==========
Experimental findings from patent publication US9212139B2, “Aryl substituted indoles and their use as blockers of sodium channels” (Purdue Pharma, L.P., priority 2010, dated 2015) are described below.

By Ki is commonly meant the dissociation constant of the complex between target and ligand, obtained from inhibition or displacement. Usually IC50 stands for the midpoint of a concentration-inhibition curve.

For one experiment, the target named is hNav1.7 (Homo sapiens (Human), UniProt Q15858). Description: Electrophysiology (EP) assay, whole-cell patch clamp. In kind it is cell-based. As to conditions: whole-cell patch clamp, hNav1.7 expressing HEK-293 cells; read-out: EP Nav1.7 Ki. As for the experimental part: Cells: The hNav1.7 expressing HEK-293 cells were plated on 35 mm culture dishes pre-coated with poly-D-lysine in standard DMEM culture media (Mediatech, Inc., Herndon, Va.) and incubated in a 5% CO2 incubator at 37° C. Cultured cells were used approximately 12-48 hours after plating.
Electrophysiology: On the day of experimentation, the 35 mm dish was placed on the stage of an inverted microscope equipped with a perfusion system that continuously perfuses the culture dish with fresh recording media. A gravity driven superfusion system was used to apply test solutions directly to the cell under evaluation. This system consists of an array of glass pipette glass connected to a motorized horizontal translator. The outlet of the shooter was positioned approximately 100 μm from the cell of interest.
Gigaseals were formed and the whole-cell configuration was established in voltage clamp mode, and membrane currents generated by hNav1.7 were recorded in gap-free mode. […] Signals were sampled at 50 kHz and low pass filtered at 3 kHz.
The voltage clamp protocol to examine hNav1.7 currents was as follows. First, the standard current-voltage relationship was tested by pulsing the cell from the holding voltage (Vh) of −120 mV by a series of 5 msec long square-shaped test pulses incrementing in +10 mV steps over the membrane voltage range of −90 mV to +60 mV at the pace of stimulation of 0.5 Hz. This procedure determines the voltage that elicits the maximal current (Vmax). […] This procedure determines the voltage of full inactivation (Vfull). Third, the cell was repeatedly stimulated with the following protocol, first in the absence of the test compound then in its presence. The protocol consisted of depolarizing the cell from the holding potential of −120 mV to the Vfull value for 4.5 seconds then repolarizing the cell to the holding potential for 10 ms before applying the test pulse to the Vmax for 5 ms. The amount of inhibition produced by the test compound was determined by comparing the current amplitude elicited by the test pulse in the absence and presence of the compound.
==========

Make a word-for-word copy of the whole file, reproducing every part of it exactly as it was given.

Experimental findings from patent publication US9212139B2, “Aryl substituted indoles and their use as blockers of sodium channels” (Purdue Pharma, L.P., priority 2010, dated 2015) are described below.

By Ki is commonly meant the dissociation constant of the complex between target and ligand, obtained from inhibition or displacement. Usually IC50 stands for the midpoint of a concentration-inhibition curve.

For one experiment, the target named is hNav1.7 (Homo sapiens (Human), UniProt Q15858). Description: Electrophysiology (EP) assay, whole-cell patch clamp. In kind it is cell-based. As to conditions: whole-cell patch clamp, hNav1.7 expressing HEK-293 cells; read-out: EP Nav1.7 Ki. As for the experimental part: Cells: The hNav1.7 expressing HEK-293 cells were plated on 35 mm culture dishes pre-coated with poly-D-lysine in standard DMEM culture media (Mediatech, Inc., Herndon, Va.) and incubated in a 5% CO2 incubator at 37° C. Cultured cells were used approximately 12-48 hours after plating.
Electrophysiology: On the day of experimentation, the 35 mm dish was placed on the stage of an inverted microscope equipped with a perfusion system that continuously perfuses the culture dish with fresh recording media. A gravity driven superfusion system was used to apply test solutions directly to the cell under evaluation. This system consists of an array of glass pipette glass connected to a motorized horizontal translator. The outlet of the shooter was positioned approximately 100 μm from the cell of interest.
Gigaseals were formed and the whole-cell configuration was established in voltage clamp mode, and membrane currents generated by hNav1.7 were recorded in gap-free mode. […] Signals were sampled at 50 kHz and low pass filtered at 3 kHz.
The voltage clamp protocol to examine hNav1.7 currents was as follows. First, the standard current-voltage relationship was tested by pulsing the cell from the holding voltage (Vh) of −120 mV by a series of 5 msec long square-shaped test pulses incrementing in +10 mV steps over the membrane voltage range of −90 mV to +60 mV at the pace of stimulation of 0.5 Hz. This procedure determines the voltage that elicits the maximal current (Vmax). […] This procedure determines the voltage of full inactivation (Vfull). Third, the cell was repeatedly stimulated with the following protocol, first in the absence of the test compound then in its presence. The protocol consisted of depolarizing the cell from the holding potential of −120 mV to the Vfull value for 4.5 seconds then repolarizing the cell to the holding potential for 10 ms before applying the test pulse to the Vmax for 5 ms. The amount of inhibition produced by the test compound was determined by comparing the current amplitude elicited by the test pulse in the absence and presence of the compound.